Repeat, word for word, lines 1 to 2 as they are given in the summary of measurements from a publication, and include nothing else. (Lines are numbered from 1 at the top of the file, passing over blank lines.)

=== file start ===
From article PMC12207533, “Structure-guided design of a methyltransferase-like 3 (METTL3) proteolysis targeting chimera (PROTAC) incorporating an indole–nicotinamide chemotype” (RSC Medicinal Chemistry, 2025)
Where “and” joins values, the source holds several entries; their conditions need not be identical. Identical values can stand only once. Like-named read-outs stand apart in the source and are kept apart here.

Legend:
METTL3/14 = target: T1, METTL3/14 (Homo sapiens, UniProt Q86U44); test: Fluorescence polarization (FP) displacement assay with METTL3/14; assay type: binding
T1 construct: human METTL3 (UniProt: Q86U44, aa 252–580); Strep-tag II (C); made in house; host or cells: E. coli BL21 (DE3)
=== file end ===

From article PMC12207533, “Structure-guided design of a methyltransferase-like 3 (METTL3) proteolysis targeting chimera (PROTAC) incorporating an indole–nicotinamide chemotype” (RSC Medicinal Chemistry, 2025)
Where “and” joins values, the source holds several entries; their conditions need not be identical. Identical values can stand only once. Like-named read-outs stand apart in the source and are kept apart here.